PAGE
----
Mom2Mom, Feb '12
Ugh, I'm just too tired to even bother looking presentable,” I said to my 17-year-old daughter as she was driving and singing along to the radio. It was early on a Saturday morning and we were on the way to Atlanta.
I grabbed my make-up bag anyway and pulled down the windshield visor. Lifting the cover on the little vanity mirror, I got a glimpse of my makeup-free self: “Wow! I look at this face and think…”
“WHAT happened??” Maddy interrupted! She was all amused at herself for finishing the sentence I was absent-mindedly saying out loud.
“Thanks a lot!” I laughed.
At least she talked to me, I thought to myself.
Zack was home from college over the holidays, but he spent more time with his friends on Skype than he did talking to me. It made me so sad!
Even my baby is slowly crossing over to the dark side.
“Mom, help!” Sky said frantically. “Where are your Christmas vests? I need to wear one to a Tacky Christmas Sweater party.” Did she just call my clothes tacky?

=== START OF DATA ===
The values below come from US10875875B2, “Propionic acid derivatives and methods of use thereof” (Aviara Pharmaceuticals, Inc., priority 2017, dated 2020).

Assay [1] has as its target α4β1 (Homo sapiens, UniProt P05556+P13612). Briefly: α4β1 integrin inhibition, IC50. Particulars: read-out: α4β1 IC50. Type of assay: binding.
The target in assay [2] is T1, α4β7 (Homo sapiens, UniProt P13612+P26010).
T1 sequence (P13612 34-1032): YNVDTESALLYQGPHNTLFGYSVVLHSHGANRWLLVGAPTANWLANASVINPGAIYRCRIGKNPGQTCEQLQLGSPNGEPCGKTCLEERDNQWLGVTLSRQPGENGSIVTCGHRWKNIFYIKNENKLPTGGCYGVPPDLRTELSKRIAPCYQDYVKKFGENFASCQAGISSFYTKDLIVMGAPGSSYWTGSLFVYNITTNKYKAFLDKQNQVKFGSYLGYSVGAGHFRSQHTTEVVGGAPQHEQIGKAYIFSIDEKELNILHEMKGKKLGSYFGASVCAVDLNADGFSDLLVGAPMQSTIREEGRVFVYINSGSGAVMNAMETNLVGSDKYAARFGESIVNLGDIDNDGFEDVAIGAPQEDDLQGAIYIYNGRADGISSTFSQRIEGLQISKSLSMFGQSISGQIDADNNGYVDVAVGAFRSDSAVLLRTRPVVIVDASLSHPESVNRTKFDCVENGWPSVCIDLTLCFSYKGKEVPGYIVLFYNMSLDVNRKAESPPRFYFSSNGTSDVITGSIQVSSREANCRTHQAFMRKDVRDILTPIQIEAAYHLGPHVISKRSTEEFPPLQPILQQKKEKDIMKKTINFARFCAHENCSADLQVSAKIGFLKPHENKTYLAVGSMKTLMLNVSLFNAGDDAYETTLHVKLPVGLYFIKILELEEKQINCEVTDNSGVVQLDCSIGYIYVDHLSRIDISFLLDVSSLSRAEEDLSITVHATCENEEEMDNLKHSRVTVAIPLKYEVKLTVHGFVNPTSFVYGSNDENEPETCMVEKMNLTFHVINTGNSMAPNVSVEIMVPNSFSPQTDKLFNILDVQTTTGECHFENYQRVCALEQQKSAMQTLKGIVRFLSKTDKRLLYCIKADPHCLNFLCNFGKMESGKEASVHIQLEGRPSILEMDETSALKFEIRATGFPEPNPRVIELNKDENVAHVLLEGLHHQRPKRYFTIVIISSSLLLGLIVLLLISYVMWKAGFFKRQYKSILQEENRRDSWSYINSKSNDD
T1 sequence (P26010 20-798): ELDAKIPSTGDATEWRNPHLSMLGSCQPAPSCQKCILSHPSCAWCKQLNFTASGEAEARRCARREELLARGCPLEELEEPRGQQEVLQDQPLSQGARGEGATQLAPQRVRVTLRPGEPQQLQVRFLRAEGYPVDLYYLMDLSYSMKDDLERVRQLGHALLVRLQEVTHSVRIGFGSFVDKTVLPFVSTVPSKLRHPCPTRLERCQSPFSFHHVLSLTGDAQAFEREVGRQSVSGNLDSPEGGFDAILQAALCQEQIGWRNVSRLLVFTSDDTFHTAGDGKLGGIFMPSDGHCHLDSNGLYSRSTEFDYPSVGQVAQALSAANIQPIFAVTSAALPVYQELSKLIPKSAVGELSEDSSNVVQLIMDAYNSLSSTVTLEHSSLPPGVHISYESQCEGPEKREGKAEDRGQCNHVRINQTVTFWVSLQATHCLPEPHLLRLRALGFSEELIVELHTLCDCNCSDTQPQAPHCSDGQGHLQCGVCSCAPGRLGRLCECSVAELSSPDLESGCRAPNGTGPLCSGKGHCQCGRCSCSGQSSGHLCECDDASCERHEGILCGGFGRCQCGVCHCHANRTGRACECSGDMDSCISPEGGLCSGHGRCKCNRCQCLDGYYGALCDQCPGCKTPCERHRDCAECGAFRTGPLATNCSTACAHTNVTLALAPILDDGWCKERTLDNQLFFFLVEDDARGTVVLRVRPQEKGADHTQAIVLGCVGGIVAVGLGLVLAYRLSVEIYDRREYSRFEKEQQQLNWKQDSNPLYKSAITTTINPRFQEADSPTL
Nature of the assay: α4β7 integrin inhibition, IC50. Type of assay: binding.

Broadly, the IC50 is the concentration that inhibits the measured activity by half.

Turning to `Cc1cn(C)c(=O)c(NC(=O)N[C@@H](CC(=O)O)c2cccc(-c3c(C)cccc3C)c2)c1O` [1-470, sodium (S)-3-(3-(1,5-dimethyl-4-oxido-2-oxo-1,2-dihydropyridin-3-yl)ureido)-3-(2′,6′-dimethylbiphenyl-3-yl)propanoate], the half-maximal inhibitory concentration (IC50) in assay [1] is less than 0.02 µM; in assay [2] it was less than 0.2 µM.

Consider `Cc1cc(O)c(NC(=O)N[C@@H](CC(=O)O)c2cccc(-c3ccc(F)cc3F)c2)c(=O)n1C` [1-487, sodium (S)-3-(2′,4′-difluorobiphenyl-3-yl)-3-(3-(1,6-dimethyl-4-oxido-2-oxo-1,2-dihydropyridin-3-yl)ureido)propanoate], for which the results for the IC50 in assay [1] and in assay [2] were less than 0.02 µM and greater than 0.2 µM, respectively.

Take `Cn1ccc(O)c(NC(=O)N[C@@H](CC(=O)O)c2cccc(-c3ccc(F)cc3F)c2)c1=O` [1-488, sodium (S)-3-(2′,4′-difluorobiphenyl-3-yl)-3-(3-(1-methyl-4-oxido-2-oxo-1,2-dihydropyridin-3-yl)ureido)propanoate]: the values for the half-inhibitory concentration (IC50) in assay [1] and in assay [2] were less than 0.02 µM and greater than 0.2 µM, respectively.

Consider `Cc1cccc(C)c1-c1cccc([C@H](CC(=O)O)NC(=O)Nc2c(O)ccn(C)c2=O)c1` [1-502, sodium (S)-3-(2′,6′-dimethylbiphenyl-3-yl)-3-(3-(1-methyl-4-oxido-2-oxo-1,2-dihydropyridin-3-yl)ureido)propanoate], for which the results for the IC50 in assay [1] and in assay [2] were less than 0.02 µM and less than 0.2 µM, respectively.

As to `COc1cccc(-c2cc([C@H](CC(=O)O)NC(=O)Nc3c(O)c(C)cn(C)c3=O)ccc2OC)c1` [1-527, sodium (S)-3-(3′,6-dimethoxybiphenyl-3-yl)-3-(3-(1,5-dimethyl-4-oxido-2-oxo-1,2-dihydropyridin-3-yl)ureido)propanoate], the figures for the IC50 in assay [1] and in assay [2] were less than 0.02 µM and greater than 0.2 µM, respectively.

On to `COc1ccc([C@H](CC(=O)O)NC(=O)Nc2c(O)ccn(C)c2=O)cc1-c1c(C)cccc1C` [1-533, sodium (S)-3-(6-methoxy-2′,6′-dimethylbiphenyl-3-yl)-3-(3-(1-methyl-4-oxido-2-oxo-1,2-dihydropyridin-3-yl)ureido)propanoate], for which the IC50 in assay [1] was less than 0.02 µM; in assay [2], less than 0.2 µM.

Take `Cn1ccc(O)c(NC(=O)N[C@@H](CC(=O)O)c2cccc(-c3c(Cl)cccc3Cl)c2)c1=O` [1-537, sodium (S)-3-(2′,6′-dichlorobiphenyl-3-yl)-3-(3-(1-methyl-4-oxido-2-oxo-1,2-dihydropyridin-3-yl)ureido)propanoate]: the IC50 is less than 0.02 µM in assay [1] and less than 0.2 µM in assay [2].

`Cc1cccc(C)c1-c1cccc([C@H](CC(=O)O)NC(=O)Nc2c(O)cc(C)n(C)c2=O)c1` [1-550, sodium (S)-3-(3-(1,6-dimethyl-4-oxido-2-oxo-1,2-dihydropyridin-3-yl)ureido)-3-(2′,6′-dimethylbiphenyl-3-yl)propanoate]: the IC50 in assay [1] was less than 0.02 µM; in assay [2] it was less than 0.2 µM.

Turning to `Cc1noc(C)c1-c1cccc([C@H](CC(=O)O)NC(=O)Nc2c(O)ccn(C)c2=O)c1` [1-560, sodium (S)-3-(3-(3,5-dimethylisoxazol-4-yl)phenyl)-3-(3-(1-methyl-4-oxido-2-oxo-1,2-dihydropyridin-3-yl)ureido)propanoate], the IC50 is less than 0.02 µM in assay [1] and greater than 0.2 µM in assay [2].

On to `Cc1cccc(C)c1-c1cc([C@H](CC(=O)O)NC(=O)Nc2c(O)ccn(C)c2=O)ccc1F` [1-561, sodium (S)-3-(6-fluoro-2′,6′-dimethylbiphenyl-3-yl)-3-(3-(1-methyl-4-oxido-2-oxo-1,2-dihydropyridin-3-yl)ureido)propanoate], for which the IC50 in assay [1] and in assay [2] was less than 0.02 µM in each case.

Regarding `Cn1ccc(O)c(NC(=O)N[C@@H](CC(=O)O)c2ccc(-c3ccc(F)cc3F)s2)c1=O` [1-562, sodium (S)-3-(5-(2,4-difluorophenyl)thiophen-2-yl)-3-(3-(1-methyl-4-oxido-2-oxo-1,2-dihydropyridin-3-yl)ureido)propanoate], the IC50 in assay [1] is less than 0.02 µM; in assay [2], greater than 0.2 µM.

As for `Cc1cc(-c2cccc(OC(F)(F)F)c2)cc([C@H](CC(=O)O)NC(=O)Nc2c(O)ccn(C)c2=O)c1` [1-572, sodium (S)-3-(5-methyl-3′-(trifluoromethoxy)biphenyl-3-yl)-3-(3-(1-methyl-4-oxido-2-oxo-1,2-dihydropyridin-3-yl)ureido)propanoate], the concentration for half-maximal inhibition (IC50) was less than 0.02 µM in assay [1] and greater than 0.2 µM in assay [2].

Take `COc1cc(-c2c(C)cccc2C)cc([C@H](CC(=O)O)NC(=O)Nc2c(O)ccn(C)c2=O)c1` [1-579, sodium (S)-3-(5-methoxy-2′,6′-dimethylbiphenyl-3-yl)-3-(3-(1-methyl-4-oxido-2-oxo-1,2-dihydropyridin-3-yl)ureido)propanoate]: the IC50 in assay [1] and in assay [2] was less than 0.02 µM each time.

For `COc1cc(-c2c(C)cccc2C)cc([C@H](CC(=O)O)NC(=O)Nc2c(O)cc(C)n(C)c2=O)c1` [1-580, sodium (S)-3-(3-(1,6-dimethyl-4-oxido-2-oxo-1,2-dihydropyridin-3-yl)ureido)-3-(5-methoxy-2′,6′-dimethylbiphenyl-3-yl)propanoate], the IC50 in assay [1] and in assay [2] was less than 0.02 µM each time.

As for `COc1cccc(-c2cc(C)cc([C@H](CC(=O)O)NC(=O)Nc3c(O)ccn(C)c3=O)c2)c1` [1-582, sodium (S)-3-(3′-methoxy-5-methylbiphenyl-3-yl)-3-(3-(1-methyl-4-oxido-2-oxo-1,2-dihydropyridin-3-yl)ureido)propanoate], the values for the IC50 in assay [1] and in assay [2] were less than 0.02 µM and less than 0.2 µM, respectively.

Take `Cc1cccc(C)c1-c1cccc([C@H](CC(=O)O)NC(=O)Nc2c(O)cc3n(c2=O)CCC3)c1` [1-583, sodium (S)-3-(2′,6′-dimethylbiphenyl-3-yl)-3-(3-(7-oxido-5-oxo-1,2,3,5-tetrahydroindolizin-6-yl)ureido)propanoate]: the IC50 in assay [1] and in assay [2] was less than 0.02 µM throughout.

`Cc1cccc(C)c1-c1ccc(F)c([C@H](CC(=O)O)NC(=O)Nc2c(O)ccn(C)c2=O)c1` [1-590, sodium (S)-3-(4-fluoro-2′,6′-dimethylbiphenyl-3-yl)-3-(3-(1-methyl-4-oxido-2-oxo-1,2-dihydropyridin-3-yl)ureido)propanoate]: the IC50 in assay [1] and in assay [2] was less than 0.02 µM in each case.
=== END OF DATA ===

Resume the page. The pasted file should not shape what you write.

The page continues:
I've drawn a couple of conclusions about this new loneliness I feel around my teenagers: My kids want less to do with me as they get older—while their friends seem to have these really engaging moms who share all kinds of excellent advice that couldn't possibly come from someone as completely in the dark ages as their mother!
The new loneliness must have been tugging on my heart when I unexpectedly met a handsome guy named Ace. He's got dark eyes and curly black hair, he's very affectionate and he makes me feel like I am the center of his universe.
Ace is a 10-pound toy poodle that made his TV debut in an Adopt-a-Pet segment on NewsChannel 6. When that little guy looked at me and cocked his head, it was all over. Sky and I signed the papers that afternoon and brought him home.
So now I have another baby…one who loves to cuddle up and be held, who races to me like I'm a rock star when I come home and who makes me feel like I'm the coolest and most engaging mom on the planet!
Click here for Augusta Family Magazine. Artwork by Michael Rushbrook.